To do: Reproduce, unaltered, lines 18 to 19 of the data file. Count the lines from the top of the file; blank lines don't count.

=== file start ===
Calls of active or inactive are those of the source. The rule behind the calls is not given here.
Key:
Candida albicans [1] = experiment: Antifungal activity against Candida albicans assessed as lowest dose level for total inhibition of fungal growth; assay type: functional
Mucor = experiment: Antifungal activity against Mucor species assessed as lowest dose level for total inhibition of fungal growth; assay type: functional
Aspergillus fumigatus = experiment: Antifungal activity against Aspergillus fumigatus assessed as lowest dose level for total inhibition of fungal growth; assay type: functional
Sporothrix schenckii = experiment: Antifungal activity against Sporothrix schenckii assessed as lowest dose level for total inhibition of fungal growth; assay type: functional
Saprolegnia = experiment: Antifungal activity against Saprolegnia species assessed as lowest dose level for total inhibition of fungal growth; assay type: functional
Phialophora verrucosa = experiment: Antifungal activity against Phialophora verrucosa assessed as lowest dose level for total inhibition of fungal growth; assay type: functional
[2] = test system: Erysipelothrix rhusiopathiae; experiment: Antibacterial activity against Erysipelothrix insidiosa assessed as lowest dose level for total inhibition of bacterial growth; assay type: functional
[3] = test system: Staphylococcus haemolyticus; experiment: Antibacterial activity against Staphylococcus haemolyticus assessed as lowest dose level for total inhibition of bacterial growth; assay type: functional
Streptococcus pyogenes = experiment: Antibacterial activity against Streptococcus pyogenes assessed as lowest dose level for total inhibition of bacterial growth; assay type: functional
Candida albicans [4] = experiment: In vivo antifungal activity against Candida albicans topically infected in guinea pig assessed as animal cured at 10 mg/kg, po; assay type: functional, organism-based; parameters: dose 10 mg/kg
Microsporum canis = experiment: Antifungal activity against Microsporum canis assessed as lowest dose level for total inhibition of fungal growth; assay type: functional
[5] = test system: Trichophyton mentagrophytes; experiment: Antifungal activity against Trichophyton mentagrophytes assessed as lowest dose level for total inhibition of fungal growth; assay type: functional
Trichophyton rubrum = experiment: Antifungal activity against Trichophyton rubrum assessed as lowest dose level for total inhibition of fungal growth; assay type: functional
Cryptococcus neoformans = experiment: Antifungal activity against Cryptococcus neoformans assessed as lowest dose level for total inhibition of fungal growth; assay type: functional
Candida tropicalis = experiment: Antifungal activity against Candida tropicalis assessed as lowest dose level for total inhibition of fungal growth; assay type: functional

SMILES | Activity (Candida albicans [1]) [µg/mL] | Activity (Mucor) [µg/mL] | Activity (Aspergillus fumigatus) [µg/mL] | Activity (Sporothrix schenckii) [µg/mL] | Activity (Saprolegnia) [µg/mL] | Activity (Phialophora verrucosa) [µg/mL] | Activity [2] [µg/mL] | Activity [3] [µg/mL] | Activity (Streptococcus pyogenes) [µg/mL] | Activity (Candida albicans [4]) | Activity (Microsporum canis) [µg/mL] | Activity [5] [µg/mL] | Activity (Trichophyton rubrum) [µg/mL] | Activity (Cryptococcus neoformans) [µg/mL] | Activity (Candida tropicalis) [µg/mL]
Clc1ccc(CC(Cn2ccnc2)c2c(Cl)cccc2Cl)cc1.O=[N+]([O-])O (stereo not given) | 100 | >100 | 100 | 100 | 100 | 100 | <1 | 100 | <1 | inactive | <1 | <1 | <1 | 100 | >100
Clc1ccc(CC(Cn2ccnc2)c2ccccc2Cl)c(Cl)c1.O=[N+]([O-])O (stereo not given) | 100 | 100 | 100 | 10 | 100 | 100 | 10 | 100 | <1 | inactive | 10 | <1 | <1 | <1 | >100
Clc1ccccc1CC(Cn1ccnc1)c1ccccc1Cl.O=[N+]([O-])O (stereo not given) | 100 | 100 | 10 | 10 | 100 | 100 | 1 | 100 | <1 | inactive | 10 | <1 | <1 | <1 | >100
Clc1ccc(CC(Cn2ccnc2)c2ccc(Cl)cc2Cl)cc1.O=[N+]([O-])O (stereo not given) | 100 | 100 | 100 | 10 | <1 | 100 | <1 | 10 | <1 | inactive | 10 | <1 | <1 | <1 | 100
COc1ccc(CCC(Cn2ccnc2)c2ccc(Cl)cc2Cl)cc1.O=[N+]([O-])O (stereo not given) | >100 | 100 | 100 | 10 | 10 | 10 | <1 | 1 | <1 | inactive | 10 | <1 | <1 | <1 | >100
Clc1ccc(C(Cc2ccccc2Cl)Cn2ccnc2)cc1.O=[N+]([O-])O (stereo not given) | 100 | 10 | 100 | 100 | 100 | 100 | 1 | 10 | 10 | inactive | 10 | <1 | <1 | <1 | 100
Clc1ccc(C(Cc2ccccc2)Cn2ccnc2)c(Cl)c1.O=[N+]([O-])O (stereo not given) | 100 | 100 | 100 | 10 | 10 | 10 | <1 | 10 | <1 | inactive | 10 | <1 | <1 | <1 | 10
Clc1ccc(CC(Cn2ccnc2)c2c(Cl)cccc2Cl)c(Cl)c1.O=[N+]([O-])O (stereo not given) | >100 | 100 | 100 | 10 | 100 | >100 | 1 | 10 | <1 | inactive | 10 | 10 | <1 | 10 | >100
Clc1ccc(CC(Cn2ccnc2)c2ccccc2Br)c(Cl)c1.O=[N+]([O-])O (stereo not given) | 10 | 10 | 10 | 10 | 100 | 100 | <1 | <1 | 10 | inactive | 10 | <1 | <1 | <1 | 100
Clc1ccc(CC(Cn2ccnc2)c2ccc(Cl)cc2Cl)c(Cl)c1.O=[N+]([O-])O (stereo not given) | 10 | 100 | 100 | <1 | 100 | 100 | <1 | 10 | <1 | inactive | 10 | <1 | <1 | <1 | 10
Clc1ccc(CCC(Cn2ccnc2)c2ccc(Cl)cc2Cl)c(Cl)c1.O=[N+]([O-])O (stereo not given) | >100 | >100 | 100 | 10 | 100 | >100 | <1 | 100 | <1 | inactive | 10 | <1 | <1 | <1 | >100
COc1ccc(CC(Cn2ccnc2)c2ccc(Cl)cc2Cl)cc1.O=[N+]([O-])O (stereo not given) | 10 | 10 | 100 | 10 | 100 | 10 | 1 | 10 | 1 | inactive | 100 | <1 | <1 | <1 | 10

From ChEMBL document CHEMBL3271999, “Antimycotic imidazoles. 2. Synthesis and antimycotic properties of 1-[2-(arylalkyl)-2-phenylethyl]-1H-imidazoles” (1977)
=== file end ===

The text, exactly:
SMILES | Activity (Candida albicans [1]) [µg/mL] | Activity (Mucor) [µg/mL] | Activity (Aspergillus fumigatus) [µg/mL] | Activity (Sporothrix schenckii) [µg/mL] | Activity (Saprolegnia) [µg/mL] | Activity (Phialophora verrucosa) [µg/mL] | Activity [2] [µg/mL] | Activity [3] [µg/mL] | Activity (Streptococcus pyogenes) [µg/mL] | Activity (Candida albicans [4]) | Activity (Microsporum canis) [µg/mL] | Activity [5] [µg/mL] | Activity (Trichophyton rubrum) [µg/mL] | Activity (Cryptococcus neoformans) [µg/mL] | Activity (Candida tropicalis) [µg/mL]
Clc1ccc(CC(Cn2ccnc2)c2c(Cl)cccc2Cl)cc1.O=[N+]([O-])O (stereo not given) | 100 | >100 | 100 | 100 | 100 | 100 | <1 | 100 | <1 | inactive | <1 | <1 | <1 | 100 | >100